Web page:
6. Actually, Democrats Want To Ban All Guns Except Muskets
Mayor Whaley, who refused to answer Rep. Sensenbrenner’s question about banning hunting rifles, said “Police should not have to confront a weapon that can kill 9 people in 32 seconds. No one should.” Since any firearm that uses fixed metallic cartridges (invented in the mid-19th century)—even a single-shot rifle or shotgun—can be fired 9 times in 32 seconds, even with manual reloading after every shot, Whaley meant that she supports banning all firearms invented in the last 160 or so years.
7. Actually, Democrats Want To Ban All Guns
To Rep. Sensenbrenner’s question about “hunting rifles,” Chief Brackney answered, “I believe that any weapon that can be used to hunt individuals should be banned.” In other words, all firearms. Under questioning by Rep. Gregory Steube (R-Fla.), she repeated the statement over and over again. She also made a convoluted statement that indicated a belief that only a police officer should be able to fire a gun under any circumstances.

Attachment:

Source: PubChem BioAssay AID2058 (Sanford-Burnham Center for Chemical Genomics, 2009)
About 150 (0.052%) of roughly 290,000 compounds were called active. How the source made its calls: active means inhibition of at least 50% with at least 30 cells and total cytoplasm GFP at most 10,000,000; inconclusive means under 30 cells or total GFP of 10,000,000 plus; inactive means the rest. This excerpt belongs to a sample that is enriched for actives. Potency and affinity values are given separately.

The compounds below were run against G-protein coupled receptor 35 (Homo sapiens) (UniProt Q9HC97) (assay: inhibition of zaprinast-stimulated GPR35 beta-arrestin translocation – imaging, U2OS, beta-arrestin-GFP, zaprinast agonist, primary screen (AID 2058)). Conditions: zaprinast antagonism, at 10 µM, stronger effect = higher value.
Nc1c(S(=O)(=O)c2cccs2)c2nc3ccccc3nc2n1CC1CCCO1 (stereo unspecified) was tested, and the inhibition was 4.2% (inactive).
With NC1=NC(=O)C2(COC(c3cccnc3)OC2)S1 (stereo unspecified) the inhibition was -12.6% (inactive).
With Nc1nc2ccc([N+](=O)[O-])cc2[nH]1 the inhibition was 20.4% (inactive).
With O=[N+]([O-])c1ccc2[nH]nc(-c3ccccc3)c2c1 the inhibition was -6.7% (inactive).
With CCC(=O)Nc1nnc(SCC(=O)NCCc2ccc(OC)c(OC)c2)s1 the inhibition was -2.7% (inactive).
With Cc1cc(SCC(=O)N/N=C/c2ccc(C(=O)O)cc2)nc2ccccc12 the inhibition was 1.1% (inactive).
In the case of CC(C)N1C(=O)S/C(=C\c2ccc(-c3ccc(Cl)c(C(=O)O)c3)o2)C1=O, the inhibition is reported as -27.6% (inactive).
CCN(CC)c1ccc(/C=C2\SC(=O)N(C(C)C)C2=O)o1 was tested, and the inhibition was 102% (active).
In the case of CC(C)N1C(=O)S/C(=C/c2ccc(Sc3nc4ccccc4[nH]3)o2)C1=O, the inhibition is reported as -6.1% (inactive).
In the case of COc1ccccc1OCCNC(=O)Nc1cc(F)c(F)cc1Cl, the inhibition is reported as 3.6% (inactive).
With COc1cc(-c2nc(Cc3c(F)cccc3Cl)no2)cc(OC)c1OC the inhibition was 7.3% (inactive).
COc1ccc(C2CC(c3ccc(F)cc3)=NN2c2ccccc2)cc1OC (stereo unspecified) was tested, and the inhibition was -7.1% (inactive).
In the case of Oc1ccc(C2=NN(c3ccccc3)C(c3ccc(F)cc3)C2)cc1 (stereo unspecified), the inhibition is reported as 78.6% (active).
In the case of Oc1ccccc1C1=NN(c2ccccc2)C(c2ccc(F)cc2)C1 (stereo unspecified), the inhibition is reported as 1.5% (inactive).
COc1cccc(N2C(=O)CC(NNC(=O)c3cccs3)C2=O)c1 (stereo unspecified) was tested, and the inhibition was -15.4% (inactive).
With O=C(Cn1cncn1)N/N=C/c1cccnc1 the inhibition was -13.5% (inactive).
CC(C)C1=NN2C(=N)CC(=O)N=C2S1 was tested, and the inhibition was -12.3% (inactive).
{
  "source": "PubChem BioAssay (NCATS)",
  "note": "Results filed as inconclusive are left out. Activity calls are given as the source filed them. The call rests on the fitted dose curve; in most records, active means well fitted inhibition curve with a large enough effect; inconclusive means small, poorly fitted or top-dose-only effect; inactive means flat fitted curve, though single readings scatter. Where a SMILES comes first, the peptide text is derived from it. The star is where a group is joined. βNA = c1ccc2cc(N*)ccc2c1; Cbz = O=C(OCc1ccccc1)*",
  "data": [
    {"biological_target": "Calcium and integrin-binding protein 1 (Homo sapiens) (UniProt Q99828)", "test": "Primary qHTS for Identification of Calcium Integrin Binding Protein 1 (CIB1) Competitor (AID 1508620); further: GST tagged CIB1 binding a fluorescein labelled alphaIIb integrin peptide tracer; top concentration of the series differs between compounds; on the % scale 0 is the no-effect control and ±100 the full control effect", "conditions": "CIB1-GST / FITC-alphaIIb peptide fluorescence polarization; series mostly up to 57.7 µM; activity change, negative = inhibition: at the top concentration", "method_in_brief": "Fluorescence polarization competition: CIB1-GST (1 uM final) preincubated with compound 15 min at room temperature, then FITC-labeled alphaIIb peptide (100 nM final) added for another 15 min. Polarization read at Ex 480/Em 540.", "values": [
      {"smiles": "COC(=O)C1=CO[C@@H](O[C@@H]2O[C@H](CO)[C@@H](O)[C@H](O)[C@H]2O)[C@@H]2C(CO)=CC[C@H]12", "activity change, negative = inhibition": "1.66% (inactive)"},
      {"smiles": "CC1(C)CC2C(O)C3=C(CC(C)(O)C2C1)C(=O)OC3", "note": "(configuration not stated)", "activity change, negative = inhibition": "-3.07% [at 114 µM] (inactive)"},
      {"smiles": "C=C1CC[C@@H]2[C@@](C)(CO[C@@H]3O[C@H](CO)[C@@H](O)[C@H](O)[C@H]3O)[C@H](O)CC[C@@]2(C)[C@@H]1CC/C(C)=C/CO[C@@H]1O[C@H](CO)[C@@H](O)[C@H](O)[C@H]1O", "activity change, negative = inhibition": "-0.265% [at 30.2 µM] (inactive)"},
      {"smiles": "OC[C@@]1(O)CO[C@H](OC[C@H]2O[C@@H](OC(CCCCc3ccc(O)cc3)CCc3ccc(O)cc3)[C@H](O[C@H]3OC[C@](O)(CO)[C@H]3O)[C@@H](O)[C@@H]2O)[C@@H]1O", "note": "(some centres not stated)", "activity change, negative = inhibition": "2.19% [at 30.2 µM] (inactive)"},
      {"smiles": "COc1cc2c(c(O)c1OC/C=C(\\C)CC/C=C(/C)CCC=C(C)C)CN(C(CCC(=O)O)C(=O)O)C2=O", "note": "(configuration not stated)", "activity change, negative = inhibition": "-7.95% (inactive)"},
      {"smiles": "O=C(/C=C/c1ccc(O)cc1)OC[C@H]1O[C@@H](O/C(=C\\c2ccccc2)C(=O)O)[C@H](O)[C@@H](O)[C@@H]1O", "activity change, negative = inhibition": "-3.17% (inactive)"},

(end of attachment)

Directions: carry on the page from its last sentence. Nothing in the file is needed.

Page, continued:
After telling Rep. David Cicilline (D-R.I.) that she supports his legislation to ban “assault weapons,” Brackney added, “What we also want to consider is these ‘open carry’ states. It’s much easier to identify a person who has an illegal weapon, if they’re not allowed to have one to start (sic). I wouldn’t have to make the distinction of whether it’s a good person with a gun or a bad person with a gun.” In other words, if only the police had guns.
8. As An Option, Anti-Gunners Want To Expand The National Firearms Act
The National Firearms Act (1934) ought to no longer require registration and a $200 tax on short-barreled rifles, sound suppressors, and select-fire rifles such as the M16. Instead, Chipman, the former BATFE agent and current anti-gun activist, repeatedly advocated that along with banning new “assault weapons,” those already owned should be subject to the NFA’s registration and tax requirement. “We absolutely have to address the most lethal weapons that are already in civilians’ hands, and I believe the National Firearms Act is the best way to approach that,” he said.
That wasn’t good enough for Rep. Swalwell, who said he preferred forcing existing owners of “assault weapons” to store them at ranges, where they could be used but not taken home, or confiscation of the guns, such as took place in Australia.